Tucked in a valley in the remote highlands of central Afghanistan, Jaghori has been a safe haven in recent years for members of the country's beleaguered Hazara minority.
But the peace in Jaghori, a district in Ghazni Province heavily populated by the mainly Shi'ite Hazara, was shattered last week when Taliban militants launched a major offensive to seize it. Afghan special forces and pro-government Hazara militiamen continue to battle the militants, with clashes killing hundreds of people and forcing thousands to flee their homes.
When asked why the Taliban would try to take an area that has long been considered unattainable, analysts suggest that the hard-line Sunni movement is emboldened by territorial gains made elsewhere in the country, and has something to prove.
Expanding its reach into a central region inhabited by an ethnic group renowned for its opposition to the Taliban could be a game changer in the battle for national influence.
The Taliban terrorized Hazara during their oppressive 1996-2001 rule, when the militants wrested control of central Afghanistan through brute force and a campaign of targeted killings. Since the U.S.-led invasion in 2001, the Taliban have been unable to make inroads in Hazara-dominated areas.
"The Taliban want to prove that they are capable of governing non-Pashtun territories," says Haroun Mir, a Kabul-based political analyst. "They have been able to govern ethnic Tajik and Uzbek areas in the north, and they want to govern Hazara-dominated districts, as well."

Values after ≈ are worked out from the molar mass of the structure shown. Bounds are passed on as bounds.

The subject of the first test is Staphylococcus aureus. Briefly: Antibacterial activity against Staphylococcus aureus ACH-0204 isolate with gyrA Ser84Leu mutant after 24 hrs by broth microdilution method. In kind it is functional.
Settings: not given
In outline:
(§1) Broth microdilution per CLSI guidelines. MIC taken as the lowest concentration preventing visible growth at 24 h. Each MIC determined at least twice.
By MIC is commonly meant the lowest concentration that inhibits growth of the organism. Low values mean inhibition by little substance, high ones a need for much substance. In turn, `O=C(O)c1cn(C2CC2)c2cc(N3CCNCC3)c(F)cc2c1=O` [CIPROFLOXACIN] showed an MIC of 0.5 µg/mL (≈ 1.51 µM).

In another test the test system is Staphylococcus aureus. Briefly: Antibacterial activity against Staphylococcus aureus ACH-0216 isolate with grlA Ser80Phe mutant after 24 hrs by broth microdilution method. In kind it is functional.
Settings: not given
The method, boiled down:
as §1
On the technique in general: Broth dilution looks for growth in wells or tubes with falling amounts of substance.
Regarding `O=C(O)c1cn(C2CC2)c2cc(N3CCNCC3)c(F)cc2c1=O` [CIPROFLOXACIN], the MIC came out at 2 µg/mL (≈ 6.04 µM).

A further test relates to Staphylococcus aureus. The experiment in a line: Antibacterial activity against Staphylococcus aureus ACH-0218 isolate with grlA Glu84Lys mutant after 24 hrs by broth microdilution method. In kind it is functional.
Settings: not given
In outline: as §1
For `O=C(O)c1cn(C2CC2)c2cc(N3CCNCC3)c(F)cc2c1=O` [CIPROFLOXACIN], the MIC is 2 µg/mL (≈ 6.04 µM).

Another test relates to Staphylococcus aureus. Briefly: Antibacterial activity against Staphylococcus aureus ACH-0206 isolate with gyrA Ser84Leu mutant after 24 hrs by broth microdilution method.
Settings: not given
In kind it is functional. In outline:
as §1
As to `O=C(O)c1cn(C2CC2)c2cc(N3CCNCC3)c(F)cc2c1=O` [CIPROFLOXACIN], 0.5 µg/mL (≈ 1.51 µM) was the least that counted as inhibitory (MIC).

Apart from Jaghori, the militants have also attacked the district of Malistan, also in Ghazni. Fighting erupted two weeks ago in the Khas Uruzgan district, which has a sizable Hazara population in neighboring Uruzgan Province.
'Alternative Governing Force'
The Taliban have traditionally drawn on Pashtuns to back their insurgency, but the group has successfully recruited disgruntled members of other ethnic groups as it has expanded its reach. Recruits have boosted the Taliban's ability to seize territory beyond the Pashtun-majority areas in the country's south and east that serve as their base of power.
To this point, Hazara areas have been the exception.
Analysts note that the Taliban have tried to portray themselves as a genuine national movement, and to bolster that image they have tried to attract members of other ethnic groups. The hard-line movement has also distanced itself from sectarian and ethnic-driven attacks, although it is in fact often blamed for orchestrating incidents.
"Unlike in the case of ethnic Tajiks and Uzbeks, the Taliban don't have Hazara in their ranks, which is a big challenge for them," Mir says. "However, if they are capable of controlling and governing Hazara territories without brutality and abuses, then it might play well in their strategy, which is to portray themselves as an alternative governing force not only in the south but in the entire country."
'Never Accept Taliban Rule'